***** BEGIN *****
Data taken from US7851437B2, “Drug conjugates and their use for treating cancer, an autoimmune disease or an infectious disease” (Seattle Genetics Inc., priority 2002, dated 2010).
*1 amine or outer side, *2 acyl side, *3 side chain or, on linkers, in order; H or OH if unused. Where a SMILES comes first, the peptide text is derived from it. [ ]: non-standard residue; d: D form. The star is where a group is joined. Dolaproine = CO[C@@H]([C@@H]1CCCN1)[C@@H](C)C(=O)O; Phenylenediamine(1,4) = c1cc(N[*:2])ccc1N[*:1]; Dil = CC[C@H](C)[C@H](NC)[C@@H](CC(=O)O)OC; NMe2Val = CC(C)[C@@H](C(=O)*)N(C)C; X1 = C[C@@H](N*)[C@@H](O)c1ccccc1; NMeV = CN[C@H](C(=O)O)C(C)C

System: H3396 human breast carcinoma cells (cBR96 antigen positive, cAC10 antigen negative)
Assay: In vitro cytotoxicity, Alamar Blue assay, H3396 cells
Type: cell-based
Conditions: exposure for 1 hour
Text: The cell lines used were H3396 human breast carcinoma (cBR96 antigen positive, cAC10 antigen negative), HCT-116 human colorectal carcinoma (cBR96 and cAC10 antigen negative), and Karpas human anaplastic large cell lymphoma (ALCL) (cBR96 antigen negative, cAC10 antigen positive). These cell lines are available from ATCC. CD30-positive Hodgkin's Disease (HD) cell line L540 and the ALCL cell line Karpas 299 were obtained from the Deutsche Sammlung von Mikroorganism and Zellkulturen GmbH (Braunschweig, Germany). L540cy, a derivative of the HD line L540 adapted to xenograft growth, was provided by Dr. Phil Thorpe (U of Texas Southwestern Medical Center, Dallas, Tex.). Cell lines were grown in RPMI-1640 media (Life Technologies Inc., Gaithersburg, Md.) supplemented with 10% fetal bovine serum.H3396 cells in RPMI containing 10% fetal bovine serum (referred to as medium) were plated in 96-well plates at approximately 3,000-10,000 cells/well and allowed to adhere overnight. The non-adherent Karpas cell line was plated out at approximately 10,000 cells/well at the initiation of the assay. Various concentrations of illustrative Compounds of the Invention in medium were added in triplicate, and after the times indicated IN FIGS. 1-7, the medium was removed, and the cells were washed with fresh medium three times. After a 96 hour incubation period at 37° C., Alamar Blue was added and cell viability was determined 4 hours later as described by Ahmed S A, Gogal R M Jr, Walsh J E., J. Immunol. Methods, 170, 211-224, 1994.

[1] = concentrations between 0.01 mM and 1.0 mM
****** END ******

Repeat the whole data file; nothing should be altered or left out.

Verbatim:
Data taken from US7851437B2, “Drug conjugates and their use for treating cancer, an autoimmune disease or an infectious disease” (Seattle Genetics Inc., priority 2002, dated 2010).
*1 amine or outer side, *2 acyl side, *3 side chain or, on linkers, in order; H or OH if unused. Where a SMILES comes first, the peptide text is derived from it. [ ]: non-standard residue; d: D form. The star is where a group is joined. Dolaproine = CO[C@@H]([C@@H]1CCCN1)[C@@H](C)C(=O)O; Phenylenediamine(1,4) = c1cc(N[*:2])ccc1N[*:1]; Dil = CC[C@H](C)[C@H](NC)[C@@H](CC(=O)O)OC; NMe2Val = CC(C)[C@@H](C(=O)*)N(C)C; X1 = C[C@@H](N*)[C@@H](O)c1ccccc1; NMeV = CN[C@H](C(=O)O)C(C)C

System: H3396 human breast carcinoma cells (cBR96 antigen positive, cAC10 antigen negative)
Assay: In vitro cytotoxicity, Alamar Blue assay, H3396 cells
Type: cell-based
Conditions: exposure for 1 hour
Text: The cell lines used were H3396 human breast carcinoma (cBR96 antigen positive, cAC10 antigen negative), HCT-116 human colorectal carcinoma (cBR96 and cAC10 antigen negative), and Karpas human anaplastic large cell lymphoma (ALCL) (cBR96 antigen negative, cAC10 antigen positive). These cell lines are available from ATCC. CD30-positive Hodgkin's Disease (HD) cell line L540 and the ALCL cell line Karpas 299 were obtained from the Deutsche Sammlung von Mikroorganism and Zellkulturen GmbH (Braunschweig, Germany). L540cy, a derivative of the HD line L540 adapted to xenograft growth, was provided by Dr. Phil Thorpe (U of Texas Southwestern Medical Center, Dallas, Tex.). Cell lines were grown in RPMI-1640 media (Life Technologies Inc., Gaithersburg, Md.) supplemented with 10% fetal bovine serum.H3396 cells in RPMI containing 10% fetal bovine serum (referred to as medium) were plated in 96-well plates at approximately 3,000-10,000 cells/well and allowed to adhere overnight. The non-adherent Karpas cell line was plated out at approximately 10,000 cells/well at the initiation of the assay. Various concentrations of illustrative Compounds of the Invention in medium were added in triplicate, and after the times indicated IN FIGS. 1-7, the medium was removed, and the cells were washed with fresh medium three times. After a 96 hour incubation period at 37° C., Alamar Blue was added and cell viability was determined 4 hours later as described by Ahmed S A, Gogal R M Jr, Walsh J E., J. Immunol. Methods, 170, 211-224, 1994.

[1] = concentrations between 0.01 mM and 1.0 mM